With the S&P 500 down almost 5 percent from its peak, and a drop yesterday, I am starting to hear from investors who are asking, “What is going on? Do I need to worry?” The short answer is, it depends on your portfolio and your time frame.
I have written extensively about how the market is either somewhat or very richly valued, based on historical standards, and how most of the appreciation this year has come from investors paying more for a given stream of earnings, rather than from an increase in the earnings themselves.
I have also written about how it has been much longer than usual since there has been a meaningful correction in stock prices. Corrections are unsettling when they happen—no one likes to lose money—but ultimately they are both necessary and healthy, as they serve to reconnect market prices with fundamental values and, quite possibly, to present buying opportunities.
The most recent decline is best compared with the drop a couple of months ago following Fed Chairman Bernanke’s comments, when the market thought tapering was imminent. It was not, then, but it may well be now. The previous decline of around 5 percent suggests that, with interest rates now having seemingly priced in much of the taper, the current decline may be played out.
On the other hand, this time around the taper looks much more possible from an economic perspective, although with political risk on the debt ceiling moving back into front-page territory, my initial reservations seem well founded. Other risks are also becoming more visible, with Syria and rising oil prices leading the list. We have seen market volatility spike once more, suggesting that investors may not be as quick to start buying again this time.
The technicals have also weakened substantially. Jim McAllister, our equity analyst and research manager here at Commonwealth, put out an internal note yesterday pointing out that we have now been below the 50-day moving average for longer than he feels comfortable with, and just yesterday we cracked the 100-day moving average. Definite signs of weakness.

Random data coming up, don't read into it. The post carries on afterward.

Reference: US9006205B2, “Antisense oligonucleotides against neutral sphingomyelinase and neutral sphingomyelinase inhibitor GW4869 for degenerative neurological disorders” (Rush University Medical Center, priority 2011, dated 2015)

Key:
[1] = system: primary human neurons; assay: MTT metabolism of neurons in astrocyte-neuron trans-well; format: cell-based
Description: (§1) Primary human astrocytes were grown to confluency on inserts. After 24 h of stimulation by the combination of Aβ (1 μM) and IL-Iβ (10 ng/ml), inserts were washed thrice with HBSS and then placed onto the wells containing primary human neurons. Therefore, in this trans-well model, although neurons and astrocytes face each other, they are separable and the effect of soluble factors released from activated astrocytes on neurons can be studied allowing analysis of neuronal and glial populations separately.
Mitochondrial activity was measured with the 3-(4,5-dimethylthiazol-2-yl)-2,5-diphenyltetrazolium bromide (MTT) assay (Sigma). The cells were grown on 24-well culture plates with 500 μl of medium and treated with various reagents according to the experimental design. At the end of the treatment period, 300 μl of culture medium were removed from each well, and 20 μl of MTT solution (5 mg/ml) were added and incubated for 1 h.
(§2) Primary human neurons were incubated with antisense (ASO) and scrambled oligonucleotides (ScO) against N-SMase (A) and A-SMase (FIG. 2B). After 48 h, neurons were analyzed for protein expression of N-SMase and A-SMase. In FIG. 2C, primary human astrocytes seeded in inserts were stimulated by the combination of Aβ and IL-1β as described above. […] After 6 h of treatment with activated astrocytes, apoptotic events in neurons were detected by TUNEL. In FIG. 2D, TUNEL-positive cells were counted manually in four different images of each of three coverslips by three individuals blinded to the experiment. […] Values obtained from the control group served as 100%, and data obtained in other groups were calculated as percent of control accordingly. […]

We are also entering what has historically been a volatile time of the year for the stock market, although we should not make too much of this, since, in the words of Mark Twain, “October: This is one of the particularly dangerous months to invest in stocks. Other dangerous months are July, January, September, April, November, May, March, June, December, August, and February.” Nonetheless, we do tend to see more volatility in the fall.
When you add up all of the pieces—a market that is still very richly valued by historical standards, slowing growth in both revenues and earnings, rising interest rates, weakening technical factors, and political tensions both domestic and international—and combine them with the fact that we still have not had a substantial downturn in much longer than usual, it suggests that the market could be headed for a rocky time. Be aware of that, and be prepared.
That said, such a scenario is normal and usually healthy. For investors with a diversified portfolio (which should be everyone), declines in stocks can be offset by gains in other asset classes. For those still putting money in, a pullback can represent a buying opportunity. For those now drawing down their portfolios, a pullback can present an opportunity to reallocate investments to potentially create higher returns over time.
To answer the question I posed at the start of the post, if a market drop, and potentially a substantial one, over the next several months will radically impact you, then you should be worried—but if that is the case, you should also not be in the stock market. If, on the other hand, you have a diversified portfolio with a multiyear time horizon, then it certainly will not be fun if the market tanks, but you should not be worried.
Occasional pullbacks, some lasting quite a while, are the price we pay as equity investors for higher returns over time. Although this is certainly a risk, it is a much lower risk than the certainty of losing purchasing power through inflation, and with proper planning, it can be substantially mitigated.